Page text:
This is where I start to lose the thread of paleo logic. When some state out there - Iraq, say, but you could just as well have said Wilhelmine Germany or Imperial Japan - sets out to conquer its neighbors and aggrandize power, the paleos now argue that this is none of our business. Perhaps the Wilsonians are wrong that we are obliged to do something about such aggression - but why are we obliged not to do something, as the paleos seem to claim? They hate Churchill for standing up to Hitler; they claim Roosevelt treasonously conspired to get us into war with Japan. But the Axis was very clearly bent on dominating the world and reducing all other powers to dependencies. Why on earth should America have allowed such a thing to happen? If America is not directly attacked, they imply, we don't care how powerful other countries get - countries determined to use their power to further aggrandize power at our expense. America, in other words, should behave like Switzerland, zealously guarding its own freedom but accommodating itself to the international "realities" created by countries with more willingness to shape events, even by violence.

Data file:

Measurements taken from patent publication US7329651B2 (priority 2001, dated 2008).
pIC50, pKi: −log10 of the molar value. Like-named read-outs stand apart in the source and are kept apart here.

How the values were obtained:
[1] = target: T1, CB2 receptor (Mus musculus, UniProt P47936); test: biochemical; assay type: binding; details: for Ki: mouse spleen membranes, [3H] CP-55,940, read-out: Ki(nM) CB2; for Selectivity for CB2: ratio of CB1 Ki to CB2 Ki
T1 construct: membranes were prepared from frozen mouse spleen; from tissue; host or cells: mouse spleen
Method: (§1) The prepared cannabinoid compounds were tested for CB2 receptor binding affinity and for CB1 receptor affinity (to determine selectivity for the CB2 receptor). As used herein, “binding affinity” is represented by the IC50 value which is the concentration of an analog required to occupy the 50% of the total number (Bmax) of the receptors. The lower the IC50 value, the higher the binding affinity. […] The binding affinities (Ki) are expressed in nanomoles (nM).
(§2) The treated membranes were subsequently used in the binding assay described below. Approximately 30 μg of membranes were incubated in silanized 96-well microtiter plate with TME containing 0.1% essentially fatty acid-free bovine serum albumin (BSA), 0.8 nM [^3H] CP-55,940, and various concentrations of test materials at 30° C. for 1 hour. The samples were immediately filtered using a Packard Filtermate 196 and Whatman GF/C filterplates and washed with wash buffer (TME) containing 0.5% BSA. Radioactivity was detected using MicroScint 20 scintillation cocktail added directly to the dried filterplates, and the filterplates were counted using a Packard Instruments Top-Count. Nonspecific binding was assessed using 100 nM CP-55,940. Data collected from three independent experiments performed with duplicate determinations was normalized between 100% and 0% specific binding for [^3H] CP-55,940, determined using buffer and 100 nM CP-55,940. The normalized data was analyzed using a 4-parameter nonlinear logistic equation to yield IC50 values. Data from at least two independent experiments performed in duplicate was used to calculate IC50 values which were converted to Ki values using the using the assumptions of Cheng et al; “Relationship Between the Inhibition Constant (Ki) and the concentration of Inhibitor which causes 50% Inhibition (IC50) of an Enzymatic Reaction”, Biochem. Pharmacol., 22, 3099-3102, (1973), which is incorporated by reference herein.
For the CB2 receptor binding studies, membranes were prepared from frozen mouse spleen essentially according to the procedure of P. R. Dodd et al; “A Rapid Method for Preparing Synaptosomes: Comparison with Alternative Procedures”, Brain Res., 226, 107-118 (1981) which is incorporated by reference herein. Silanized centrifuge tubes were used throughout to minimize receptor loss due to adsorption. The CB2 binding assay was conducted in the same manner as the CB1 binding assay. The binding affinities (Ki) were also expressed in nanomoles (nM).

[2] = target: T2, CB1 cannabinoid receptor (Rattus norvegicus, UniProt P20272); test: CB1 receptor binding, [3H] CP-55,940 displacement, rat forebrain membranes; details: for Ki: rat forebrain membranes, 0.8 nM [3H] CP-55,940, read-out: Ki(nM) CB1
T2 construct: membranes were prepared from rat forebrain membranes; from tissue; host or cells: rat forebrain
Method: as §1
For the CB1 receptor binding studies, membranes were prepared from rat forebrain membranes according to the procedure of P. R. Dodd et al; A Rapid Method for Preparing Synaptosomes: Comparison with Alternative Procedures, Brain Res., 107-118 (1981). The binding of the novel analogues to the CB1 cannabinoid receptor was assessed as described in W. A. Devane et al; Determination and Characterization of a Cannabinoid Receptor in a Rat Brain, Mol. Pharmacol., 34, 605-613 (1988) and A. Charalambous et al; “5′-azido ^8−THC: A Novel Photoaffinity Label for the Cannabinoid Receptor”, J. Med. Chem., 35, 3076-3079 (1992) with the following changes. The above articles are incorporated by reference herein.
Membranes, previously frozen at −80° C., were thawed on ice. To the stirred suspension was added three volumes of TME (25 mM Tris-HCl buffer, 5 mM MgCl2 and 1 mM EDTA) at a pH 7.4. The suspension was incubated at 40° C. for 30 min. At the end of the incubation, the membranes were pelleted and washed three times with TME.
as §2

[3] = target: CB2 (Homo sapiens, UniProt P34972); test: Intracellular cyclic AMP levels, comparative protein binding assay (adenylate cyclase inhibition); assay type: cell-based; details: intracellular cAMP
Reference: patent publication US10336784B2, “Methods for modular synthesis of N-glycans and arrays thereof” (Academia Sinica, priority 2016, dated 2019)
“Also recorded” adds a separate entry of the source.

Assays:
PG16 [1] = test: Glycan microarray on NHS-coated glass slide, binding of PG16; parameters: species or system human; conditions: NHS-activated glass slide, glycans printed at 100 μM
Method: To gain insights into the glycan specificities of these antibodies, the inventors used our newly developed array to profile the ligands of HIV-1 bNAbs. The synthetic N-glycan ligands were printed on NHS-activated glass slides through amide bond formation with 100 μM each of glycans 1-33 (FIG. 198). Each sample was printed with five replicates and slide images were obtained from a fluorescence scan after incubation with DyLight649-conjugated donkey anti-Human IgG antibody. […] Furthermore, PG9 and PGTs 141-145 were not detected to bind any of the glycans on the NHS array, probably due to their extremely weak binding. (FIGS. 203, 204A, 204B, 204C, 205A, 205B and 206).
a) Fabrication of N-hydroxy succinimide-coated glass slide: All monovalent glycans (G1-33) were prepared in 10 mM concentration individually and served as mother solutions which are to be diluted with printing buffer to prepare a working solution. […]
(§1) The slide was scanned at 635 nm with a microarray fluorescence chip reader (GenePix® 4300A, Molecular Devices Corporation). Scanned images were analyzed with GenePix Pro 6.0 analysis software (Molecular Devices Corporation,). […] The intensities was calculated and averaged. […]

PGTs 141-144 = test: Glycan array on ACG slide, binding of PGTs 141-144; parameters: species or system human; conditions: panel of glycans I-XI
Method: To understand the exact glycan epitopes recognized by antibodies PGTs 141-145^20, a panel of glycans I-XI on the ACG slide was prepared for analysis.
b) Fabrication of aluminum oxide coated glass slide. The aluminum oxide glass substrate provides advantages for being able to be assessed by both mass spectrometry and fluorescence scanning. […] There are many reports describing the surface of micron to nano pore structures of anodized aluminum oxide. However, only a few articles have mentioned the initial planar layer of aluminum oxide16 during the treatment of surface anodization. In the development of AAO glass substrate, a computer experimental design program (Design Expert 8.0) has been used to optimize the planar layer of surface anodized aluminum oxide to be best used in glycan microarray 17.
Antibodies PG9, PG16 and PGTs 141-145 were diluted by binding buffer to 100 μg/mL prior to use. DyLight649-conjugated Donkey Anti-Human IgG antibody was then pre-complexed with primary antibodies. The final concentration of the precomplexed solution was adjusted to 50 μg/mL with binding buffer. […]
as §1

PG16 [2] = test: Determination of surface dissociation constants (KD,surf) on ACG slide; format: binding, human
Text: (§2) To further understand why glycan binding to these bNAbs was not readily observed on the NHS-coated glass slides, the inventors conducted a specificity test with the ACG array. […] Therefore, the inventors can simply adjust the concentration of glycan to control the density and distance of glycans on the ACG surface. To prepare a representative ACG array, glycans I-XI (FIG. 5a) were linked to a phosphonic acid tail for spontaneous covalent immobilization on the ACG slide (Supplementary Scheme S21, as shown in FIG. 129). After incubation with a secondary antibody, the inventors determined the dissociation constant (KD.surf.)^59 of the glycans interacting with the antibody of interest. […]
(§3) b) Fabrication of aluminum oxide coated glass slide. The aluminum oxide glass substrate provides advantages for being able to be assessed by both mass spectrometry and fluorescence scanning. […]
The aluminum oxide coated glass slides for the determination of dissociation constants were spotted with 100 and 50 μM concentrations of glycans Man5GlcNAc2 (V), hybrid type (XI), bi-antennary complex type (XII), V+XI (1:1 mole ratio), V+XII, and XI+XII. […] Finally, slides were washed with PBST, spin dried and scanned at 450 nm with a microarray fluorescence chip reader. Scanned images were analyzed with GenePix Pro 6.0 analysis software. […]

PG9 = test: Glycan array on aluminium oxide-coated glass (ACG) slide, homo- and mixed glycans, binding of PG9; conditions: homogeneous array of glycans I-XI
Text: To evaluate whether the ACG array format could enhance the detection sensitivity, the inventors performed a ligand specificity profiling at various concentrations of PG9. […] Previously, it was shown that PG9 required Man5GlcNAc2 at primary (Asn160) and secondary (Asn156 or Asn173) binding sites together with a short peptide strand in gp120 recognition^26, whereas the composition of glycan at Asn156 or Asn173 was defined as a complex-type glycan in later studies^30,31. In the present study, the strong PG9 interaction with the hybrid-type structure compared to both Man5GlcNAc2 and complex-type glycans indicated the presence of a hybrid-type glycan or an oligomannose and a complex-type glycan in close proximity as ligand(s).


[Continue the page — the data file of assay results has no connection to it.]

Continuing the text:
I think that's a plausible, maybe the most plausible, way for Switzerland to behave, because Switzerland is a small country, so it doesn't have a choice in the matter. But how, precisely, could America behave this way? How would we be better off if, just to pick an example, Iraq had been able to conquer Kuwait and Saudia Arabia, develop nuclear weapons, and thereby become a rival, anti-American superpower? How would we be better off if, to pick another example, we withdrew our security assurances to Taiwan and South Korea, and these countries were either absorbed by an expanding China or, along with Japan, acquired nuclear weapons of their own with which to deter the Chinese? How are we better off if allies and friends conclude that America is self-interested in an unenlightened way, and therefore must not be relied upon when evil men threaten them? How are we better off if enemies conclude that we will never use our power even to defend our own interests, but will always seek accommodation to avoid war?